Coming back to the swearing ban enforced by political party leader, the issue has polarised people. The PC group has congratulated the leader for her hard-act while others feel it is bull excreta and it's a bleeping cheap shot at restricting the freedom of expression. In short, they say "bleep that".
Two different opinions. Many questions.
The PC (Politically Correct) group says:
These are politicians. They represent us. It is - though you may not agree - an honourable job. They have a prefix which reads "Honourable". The use of swear words maligns and denigrates their position and title. Weren't our predecessors able to persuade/make a point with their admirable imagination and correct selection of words? Or wade through tricky/tough situations with dexterous use of the language? If they can, why cant us?
Swearing has no place here. Swearing is the fungus of speech. We want to clean up the foul. So, please, cut the crap and get back to work.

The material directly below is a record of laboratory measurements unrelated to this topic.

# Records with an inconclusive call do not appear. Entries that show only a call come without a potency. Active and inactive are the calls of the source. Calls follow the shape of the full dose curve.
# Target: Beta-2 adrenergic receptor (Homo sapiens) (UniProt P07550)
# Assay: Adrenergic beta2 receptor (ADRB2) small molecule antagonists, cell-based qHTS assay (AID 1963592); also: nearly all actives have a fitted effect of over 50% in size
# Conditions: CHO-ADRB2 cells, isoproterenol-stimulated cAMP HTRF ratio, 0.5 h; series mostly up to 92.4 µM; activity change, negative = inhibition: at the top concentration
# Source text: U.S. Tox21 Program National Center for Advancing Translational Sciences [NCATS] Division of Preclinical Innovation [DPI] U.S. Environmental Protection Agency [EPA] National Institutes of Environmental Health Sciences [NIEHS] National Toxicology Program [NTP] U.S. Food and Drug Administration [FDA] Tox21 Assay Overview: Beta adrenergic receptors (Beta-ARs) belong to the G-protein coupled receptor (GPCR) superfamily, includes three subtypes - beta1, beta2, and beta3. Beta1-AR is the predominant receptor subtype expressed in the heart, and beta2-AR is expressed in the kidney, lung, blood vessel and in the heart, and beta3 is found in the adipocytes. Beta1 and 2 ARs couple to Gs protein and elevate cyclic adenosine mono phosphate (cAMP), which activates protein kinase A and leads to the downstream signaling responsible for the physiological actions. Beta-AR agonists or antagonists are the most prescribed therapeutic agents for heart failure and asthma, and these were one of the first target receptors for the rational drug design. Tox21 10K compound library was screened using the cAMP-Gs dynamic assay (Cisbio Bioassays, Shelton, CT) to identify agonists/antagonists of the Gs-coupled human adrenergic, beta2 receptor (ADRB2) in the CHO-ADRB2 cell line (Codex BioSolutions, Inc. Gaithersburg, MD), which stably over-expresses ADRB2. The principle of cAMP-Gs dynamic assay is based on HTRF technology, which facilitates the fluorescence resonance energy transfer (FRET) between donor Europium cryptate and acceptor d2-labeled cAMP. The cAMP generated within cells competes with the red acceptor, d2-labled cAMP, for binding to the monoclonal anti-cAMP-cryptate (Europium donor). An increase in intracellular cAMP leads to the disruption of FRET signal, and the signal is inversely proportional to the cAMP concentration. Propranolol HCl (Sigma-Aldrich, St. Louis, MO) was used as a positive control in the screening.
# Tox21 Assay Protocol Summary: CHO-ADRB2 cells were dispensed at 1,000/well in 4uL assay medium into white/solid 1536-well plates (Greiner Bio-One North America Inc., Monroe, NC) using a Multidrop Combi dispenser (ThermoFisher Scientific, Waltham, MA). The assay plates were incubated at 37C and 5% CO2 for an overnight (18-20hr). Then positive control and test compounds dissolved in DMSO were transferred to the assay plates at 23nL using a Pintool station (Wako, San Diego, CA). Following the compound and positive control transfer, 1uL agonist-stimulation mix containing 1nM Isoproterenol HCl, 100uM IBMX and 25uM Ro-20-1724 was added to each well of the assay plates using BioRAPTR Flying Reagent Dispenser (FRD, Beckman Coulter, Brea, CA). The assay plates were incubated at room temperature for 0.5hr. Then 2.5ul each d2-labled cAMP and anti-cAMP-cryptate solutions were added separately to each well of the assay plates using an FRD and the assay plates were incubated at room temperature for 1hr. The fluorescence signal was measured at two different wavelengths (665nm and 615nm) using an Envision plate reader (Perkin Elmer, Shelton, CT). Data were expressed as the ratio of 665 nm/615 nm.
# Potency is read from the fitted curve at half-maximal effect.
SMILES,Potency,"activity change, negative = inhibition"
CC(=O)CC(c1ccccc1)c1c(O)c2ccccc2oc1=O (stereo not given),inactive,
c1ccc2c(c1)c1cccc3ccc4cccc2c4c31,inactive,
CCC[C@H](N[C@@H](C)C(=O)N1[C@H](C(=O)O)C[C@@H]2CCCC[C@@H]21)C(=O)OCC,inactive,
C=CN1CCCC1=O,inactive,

No offence was intended!
The Bleepers say:
As representative of people, what's the big deal in using swear words? It is the language of the common man? We repeat, the language of the common man. Even if the language does offend a few jokers, who bleeping cares? Does it really matter? After all, aren't the bloody politicians, the part of the society? You freaks pass this ban in party offices...soon we'll have a group of redheads and greenies lobbying for the swear ban in Govt. offices, workplaces, theatres, bars...everywhere. A Department of Scowl on Foul (DoSF) will be formed, slapping an instant fine on every syllable of the guilty swear word. If we allow this, there'll come a stage where we wouldn't even be able to yawn or fart without offending somebody. Bleep this!
Yea, full offence intended!
So, what do I think about this?